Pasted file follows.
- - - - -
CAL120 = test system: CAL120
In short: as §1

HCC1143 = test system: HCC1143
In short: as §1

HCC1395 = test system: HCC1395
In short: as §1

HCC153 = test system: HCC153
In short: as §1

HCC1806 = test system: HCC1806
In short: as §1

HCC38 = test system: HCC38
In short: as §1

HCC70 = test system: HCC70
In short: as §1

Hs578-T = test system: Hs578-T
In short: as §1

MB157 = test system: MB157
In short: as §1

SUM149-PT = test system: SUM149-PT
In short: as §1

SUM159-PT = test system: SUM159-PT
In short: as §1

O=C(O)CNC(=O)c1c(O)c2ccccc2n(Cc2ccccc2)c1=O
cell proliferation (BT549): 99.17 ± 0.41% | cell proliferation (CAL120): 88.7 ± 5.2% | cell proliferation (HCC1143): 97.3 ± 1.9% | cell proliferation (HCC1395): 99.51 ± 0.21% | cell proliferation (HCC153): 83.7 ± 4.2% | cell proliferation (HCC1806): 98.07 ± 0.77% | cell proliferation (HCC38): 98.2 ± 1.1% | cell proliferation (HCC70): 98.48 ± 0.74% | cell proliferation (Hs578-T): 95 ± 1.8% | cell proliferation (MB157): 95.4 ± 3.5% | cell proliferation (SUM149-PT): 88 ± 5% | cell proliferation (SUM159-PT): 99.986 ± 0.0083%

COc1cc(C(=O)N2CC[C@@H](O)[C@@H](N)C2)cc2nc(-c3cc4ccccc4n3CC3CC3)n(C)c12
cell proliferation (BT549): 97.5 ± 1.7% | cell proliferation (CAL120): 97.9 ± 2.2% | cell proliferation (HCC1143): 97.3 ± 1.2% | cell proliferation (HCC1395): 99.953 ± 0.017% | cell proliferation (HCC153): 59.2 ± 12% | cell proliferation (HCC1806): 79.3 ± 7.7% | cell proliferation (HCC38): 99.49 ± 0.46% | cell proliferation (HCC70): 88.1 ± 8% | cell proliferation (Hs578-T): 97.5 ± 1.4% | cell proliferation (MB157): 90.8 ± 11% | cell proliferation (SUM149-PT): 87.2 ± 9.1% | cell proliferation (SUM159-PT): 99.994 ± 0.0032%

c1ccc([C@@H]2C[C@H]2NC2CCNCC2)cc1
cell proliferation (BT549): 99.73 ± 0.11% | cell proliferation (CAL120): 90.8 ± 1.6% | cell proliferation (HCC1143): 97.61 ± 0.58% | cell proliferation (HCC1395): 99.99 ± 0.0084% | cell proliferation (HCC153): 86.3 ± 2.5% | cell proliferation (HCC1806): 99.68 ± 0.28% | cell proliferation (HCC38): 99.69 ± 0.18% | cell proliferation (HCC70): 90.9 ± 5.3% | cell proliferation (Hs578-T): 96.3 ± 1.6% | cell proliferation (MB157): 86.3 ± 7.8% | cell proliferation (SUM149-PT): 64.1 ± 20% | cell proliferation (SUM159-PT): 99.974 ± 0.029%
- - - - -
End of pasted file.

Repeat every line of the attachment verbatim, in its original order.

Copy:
CAL120 = test system: CAL120
In short: as §1

HCC1143 = test system: HCC1143
In short: as §1

HCC1395 = test system: HCC1395
In short: as §1

HCC153 = test system: HCC153
In short: as §1

HCC1806 = test system: HCC1806
In short: as §1

HCC38 = test system: HCC38
In short: as §1

HCC70 = test system: HCC70
In short: as §1

Hs578-T = test system: Hs578-T
In short: as §1

MB157 = test system: MB157
In short: as §1

SUM149-PT = test system: SUM149-PT
In short: as §1

SUM159-PT = test system: SUM159-PT
In short: as §1

O=C(O)CNC(=O)c1c(O)c2ccccc2n(Cc2ccccc2)c1=O
cell proliferation (BT549): 99.17 ± 0.41% | cell proliferation (CAL120): 88.7 ± 5.2% | cell proliferation (HCC1143): 97.3 ± 1.9% | cell proliferation (HCC1395): 99.51 ± 0.21% | cell proliferation (HCC153): 83.7 ± 4.2% | cell proliferation (HCC1806): 98.07 ± 0.77% | cell proliferation (HCC38): 98.2 ± 1.1% | cell proliferation (HCC70): 98.48 ± 0.74% | cell proliferation (Hs578-T): 95 ± 1.8% | cell proliferation (MB157): 95.4 ± 3.5% | cell proliferation (SUM149-PT): 88 ± 5% | cell proliferation (SUM159-PT): 99.986 ± 0.0083%

COc1cc(C(=O)N2CC[C@@H](O)[C@@H](N)C2)cc2nc(-c3cc4ccccc4n3CC3CC3)n(C)c12
cell proliferation (BT549): 97.5 ± 1.7% | cell proliferation (CAL120): 97.9 ± 2.2% | cell proliferation (HCC1143): 97.3 ± 1.2% | cell proliferation (HCC1395): 99.953 ± 0.017% | cell proliferation (HCC153): 59.2 ± 12% | cell proliferation (HCC1806): 79.3 ± 7.7% | cell proliferation (HCC38): 99.49 ± 0.46% | cell proliferation (HCC70): 88.1 ± 8% | cell proliferation (Hs578-T): 97.5 ± 1.4% | cell proliferation (MB157): 90.8 ± 11% | cell proliferation (SUM149-PT): 87.2 ± 9.1% | cell proliferation (SUM159-PT): 99.994 ± 0.0032%

c1ccc([C@@H]2C[C@H]2NC2CCNCC2)cc1
cell proliferation (BT549): 99.73 ± 0.11% | cell proliferation (CAL120): 90.8 ± 1.6% | cell proliferation (HCC1143): 97.61 ± 0.58% | cell proliferation (HCC1395): 99.99 ± 0.0084% | cell proliferation (HCC153): 86.3 ± 2.5% | cell proliferation (HCC1806): 99.68 ± 0.28% | cell proliferation (HCC38): 99.69 ± 0.18% | cell proliferation (HCC70): 90.9 ± 5.3% | cell proliferation (Hs578-T): 96.3 ± 1.6% | cell proliferation (MB157): 86.3 ± 7.8% | cell proliferation (SUM149-PT): 64.1 ± 20% | cell proliferation (SUM159-PT): 99.974 ± 0.029%